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Enforcement Edge
July 20, 2023

Generative Uh-Oh? What Companies Should Learn From the FTC Investigation of OpenAI

Enforcement Edge: Shining Light on Government Enforcement

Last week’s disclosure that the FTC is investigating OpenAI and its generative artificial intelligence (AI) products and services offers a few lessons for businesses.

First, the constant headlines about plans to adopt new AI regulations tend to obscure that existing laws, many of which are long-standing, apply to this cutting-edge technology. Section 5 of the FTC Act, which is the statutory basis for the FTC investigation, is an important example.

Generative AI and other AI systems can do amazing things, but also worrisome ones. It may not be hyperbole that AI systems can harm people in all the ways that humans and our machines already do and in some fresh ways too!

Existing laws cover many of these mischiefs in some fashion. And “the AI did it” is generally not an acceptable defense. In the FTC staff’s words, “If something goes wrong — maybe it fails or yields biased results — you can’t just blame a third-party developer of the technology. And you can’t say you’re not responsible because that technology is a ‘black box’ you can’t understand or didn’t know how to test.” Companies (and individuals) developing, marketing, deploying, and using AI systems already face these legal risks.

Second, the FTC (and other federal enforcers) are asserting their jurisdiction to tackle AI risks under these existing laws. With mounting intensity, agencies (the FTC prominent among them) have cautioned companies about how these laws apply to AI (at least according to the agencies). An investigation — like the one OpenAI now confronts — was only a matter of time.

To help stave off government review of their own AI practices, businesses need an effective AI risk-management (i.e., compliance) program. Unfortunately, cookie-cutter programs are unlikely to meet a company’s needs; customizing the program is critical to match how a business uses AI, its risk appetite, its culture, and other considerations.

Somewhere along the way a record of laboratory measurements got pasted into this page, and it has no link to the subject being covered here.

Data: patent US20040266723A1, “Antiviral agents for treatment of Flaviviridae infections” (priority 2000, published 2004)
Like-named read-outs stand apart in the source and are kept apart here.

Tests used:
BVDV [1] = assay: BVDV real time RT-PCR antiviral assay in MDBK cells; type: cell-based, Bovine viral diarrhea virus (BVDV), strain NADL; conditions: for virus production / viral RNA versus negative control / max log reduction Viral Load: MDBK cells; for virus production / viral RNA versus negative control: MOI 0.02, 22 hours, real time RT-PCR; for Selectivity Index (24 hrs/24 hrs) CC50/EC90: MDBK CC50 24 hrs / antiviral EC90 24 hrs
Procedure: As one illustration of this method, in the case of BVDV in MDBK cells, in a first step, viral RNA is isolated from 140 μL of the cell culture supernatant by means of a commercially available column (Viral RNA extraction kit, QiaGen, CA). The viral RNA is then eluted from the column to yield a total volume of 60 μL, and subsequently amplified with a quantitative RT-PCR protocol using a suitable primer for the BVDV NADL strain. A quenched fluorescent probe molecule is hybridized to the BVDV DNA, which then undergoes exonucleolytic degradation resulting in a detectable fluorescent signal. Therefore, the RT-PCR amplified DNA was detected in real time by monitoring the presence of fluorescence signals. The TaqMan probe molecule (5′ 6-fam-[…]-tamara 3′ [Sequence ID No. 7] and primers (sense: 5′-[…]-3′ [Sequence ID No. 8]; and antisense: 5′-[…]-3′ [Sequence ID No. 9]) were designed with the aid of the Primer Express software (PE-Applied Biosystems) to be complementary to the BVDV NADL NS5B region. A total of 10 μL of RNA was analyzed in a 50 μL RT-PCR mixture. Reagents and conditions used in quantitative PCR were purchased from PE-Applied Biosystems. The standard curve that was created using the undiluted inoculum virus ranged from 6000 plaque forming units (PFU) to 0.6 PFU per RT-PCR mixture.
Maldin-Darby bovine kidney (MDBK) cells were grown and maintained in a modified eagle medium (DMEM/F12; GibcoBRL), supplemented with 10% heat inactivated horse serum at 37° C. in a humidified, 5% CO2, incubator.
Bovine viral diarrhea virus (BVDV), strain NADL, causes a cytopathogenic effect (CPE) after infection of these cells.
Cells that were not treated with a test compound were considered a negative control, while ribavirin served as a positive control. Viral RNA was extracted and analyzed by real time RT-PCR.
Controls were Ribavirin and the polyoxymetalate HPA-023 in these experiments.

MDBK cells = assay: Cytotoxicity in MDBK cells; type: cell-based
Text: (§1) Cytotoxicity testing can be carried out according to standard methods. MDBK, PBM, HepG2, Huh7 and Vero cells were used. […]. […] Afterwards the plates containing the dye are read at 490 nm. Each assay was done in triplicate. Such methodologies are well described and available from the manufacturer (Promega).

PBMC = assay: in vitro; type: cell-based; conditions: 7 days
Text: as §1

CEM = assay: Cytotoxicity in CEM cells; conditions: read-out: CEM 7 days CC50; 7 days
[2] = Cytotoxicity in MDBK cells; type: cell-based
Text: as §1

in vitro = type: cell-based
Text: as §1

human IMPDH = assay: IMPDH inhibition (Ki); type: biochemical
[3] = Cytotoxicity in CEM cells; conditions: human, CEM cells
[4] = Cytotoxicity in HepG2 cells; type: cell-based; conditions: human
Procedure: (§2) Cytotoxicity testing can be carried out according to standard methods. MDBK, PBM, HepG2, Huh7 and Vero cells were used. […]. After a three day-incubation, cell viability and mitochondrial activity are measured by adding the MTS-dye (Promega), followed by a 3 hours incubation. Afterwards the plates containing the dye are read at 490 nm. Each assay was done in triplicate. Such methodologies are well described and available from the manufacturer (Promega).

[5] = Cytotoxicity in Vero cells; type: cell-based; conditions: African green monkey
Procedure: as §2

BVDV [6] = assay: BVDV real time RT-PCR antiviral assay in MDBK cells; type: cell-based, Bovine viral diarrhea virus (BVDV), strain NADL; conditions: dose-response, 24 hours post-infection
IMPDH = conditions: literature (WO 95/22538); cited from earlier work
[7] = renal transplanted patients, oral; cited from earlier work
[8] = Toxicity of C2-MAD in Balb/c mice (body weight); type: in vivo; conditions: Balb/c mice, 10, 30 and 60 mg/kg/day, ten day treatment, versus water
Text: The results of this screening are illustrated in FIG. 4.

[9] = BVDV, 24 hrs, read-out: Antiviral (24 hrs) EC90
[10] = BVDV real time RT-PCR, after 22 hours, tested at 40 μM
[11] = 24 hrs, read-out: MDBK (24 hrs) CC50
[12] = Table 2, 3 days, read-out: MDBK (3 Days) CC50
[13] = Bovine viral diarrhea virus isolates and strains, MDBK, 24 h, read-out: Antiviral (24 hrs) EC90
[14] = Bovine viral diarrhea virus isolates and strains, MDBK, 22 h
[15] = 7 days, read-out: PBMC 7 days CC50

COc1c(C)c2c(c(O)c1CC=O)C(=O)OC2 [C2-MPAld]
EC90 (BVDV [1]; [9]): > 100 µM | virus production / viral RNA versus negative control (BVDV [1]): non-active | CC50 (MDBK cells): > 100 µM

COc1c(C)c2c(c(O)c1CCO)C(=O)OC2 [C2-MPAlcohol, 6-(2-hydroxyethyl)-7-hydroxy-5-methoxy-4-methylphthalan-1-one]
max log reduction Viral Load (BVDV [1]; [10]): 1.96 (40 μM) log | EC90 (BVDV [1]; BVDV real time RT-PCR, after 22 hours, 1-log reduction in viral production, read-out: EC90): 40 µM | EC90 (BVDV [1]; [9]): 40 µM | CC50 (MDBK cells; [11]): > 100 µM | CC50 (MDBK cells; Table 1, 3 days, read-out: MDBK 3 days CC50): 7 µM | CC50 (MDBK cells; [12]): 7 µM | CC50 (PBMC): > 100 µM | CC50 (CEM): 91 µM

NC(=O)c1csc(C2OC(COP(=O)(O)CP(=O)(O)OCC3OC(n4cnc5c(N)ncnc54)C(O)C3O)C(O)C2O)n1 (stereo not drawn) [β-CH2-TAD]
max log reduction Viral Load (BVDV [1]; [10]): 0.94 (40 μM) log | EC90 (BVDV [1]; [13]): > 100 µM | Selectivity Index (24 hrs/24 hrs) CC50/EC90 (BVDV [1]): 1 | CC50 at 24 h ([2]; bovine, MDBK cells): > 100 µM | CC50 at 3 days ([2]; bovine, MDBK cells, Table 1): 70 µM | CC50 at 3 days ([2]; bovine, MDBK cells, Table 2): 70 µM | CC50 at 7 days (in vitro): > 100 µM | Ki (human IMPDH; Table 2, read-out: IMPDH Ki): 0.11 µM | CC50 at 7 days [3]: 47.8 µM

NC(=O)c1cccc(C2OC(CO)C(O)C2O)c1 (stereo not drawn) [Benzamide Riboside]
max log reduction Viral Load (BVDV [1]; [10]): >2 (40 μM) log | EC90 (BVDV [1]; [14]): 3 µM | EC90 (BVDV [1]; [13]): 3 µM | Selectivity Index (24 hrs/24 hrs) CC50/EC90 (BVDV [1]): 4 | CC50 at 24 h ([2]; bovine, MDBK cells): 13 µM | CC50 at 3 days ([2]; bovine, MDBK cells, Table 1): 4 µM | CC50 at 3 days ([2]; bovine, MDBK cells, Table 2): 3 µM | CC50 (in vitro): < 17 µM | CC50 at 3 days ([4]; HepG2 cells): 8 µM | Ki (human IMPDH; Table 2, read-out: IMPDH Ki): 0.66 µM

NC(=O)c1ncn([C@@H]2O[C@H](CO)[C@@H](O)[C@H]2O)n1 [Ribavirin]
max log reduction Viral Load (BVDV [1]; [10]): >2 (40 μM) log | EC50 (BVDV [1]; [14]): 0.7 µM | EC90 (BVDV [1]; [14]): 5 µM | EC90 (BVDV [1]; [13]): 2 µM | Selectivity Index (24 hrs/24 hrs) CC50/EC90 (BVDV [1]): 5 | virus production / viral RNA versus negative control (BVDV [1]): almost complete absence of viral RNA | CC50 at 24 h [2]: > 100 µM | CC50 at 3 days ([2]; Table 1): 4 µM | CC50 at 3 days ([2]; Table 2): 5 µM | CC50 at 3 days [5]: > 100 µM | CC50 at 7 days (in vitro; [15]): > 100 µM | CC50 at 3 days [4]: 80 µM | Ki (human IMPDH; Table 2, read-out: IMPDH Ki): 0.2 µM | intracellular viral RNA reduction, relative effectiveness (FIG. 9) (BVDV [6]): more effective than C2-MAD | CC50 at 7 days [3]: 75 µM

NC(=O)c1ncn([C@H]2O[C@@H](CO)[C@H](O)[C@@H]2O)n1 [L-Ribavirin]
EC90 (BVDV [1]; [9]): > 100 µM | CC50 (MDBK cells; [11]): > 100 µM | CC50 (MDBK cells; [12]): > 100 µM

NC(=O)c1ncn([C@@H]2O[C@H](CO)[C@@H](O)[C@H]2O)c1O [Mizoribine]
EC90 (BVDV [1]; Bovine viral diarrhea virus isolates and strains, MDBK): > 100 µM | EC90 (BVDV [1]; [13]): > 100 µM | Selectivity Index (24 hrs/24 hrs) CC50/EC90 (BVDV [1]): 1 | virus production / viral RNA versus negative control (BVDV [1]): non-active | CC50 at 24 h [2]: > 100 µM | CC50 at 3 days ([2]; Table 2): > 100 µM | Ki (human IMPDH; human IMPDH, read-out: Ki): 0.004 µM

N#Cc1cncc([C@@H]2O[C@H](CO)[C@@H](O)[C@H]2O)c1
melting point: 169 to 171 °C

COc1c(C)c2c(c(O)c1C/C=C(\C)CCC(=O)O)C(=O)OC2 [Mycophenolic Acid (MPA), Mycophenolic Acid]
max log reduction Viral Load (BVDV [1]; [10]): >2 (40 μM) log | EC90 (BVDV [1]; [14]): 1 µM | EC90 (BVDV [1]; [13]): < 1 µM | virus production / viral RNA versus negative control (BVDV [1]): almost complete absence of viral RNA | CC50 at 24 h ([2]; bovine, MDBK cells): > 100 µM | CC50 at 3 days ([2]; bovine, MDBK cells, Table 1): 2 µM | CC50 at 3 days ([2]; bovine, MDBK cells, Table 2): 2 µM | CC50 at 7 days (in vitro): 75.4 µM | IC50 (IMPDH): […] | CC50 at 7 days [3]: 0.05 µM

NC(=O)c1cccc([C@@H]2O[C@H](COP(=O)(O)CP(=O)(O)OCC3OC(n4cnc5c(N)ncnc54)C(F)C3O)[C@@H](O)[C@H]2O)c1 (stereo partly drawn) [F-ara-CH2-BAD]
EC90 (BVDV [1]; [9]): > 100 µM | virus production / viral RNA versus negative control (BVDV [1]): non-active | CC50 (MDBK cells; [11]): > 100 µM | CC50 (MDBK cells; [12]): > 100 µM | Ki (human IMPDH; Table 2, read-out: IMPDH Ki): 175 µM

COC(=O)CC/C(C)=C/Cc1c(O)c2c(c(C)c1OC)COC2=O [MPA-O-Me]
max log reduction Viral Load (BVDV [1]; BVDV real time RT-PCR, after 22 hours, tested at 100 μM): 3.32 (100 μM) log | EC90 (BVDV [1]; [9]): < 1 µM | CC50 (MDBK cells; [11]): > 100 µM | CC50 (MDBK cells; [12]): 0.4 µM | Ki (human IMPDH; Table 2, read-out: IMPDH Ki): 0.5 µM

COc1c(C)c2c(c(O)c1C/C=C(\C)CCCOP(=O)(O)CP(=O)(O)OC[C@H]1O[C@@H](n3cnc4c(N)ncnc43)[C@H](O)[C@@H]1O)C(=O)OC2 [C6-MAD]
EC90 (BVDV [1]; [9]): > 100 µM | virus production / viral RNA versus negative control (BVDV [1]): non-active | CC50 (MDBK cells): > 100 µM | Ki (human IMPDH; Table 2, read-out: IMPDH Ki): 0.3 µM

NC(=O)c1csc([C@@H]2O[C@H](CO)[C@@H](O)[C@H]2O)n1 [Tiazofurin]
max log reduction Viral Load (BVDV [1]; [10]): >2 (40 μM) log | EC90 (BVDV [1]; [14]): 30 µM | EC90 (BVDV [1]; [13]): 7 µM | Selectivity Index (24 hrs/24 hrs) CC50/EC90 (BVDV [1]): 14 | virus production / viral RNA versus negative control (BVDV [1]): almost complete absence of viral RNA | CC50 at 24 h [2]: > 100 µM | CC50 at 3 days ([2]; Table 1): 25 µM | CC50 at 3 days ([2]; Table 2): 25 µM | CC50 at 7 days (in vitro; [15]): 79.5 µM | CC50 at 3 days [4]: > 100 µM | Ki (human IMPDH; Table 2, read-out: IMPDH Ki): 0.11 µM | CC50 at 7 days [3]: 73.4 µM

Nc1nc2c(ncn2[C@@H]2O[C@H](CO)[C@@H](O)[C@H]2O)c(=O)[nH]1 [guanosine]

Third, the FTC has been rather bold in some of its assertions. The staff advised in a March blog post that Section 5’s prohibition against “unfair or deceptive acts” can apply to making, selling, or using any AI system “that is effectively designed to deceive — even if that’s not its intended or sole purpose.” However, under long-settled FTC policy, a practice is unfair only if it meets three tests, including that the practice’s harms “must not be outweighed by any countervailing benefits to consumers or competition that the practice produces.” (A separate longstanding policy on deception has its own tests.)

Time will tell how constraining these boundaries prove to be for the agency. Stay tuned!

For questions about this post or managing AI’s regulatory and other risks, please contact the author or other members of Arnold & Porter’s multidisciplinary Artificial Intelligence team.

© Arnold & Porter Kaye Scholer LLP 2023 All Rights Reserved. This blog post is intended to be a general summary of the law and does not constitute legal advice. You should consult with counsel to determine applicable legal requirements in a specific fact situation.